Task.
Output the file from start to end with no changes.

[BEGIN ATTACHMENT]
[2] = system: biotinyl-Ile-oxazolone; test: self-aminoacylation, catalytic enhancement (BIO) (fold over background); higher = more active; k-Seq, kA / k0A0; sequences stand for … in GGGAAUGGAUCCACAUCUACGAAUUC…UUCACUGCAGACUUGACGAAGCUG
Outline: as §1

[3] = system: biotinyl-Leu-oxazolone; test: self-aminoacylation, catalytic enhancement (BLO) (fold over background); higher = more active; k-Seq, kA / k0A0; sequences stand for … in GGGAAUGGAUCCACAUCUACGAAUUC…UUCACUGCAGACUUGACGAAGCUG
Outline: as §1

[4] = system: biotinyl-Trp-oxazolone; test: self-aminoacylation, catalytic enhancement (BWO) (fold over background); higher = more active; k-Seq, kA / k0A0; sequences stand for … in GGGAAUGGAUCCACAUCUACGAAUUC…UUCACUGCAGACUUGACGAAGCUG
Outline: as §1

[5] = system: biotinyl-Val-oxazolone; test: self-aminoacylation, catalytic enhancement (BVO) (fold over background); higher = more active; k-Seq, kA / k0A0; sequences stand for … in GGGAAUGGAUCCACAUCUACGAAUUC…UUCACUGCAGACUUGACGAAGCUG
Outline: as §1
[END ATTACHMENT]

[2] = system: biotinyl-Ile-oxazolone; test: self-aminoacylation, catalytic enhancement (BIO) (fold over background); higher = more active; k-Seq, kA / k0A0; sequences stand for … in GGGAAUGGAUCCACAUCUACGAAUUC…UUCACUGCAGACUUGACGAAGCUG
Outline: as §1

[3] = system: biotinyl-Leu-oxazolone; test: self-aminoacylation, catalytic enhancement (BLO) (fold over background); higher = more active; k-Seq, kA / k0A0; sequences stand for … in GGGAAUGGAUCCACAUCUACGAAUUC…UUCACUGCAGACUUGACGAAGCUG
Outline: as §1

[4] = system: biotinyl-Trp-oxazolone; test: self-aminoacylation, catalytic enhancement (BWO) (fold over background); higher = more active; k-Seq, kA / k0A0; sequences stand for … in GGGAAUGGAUCCACAUCUACGAAUUC…UUCACUGCAGACUUGACGAAGCUG
Outline: as §1

[5] = system: biotinyl-Val-oxazolone; test: self-aminoacylation, catalytic enhancement (BVO) (fold over background); higher = more active; k-Seq, kA / k0A0; sequences stand for … in GGGAAUGGAUCCACAUCUACGAAUUC…UUCACUGCAGACUUGACGAAGCUG
Outline: as §1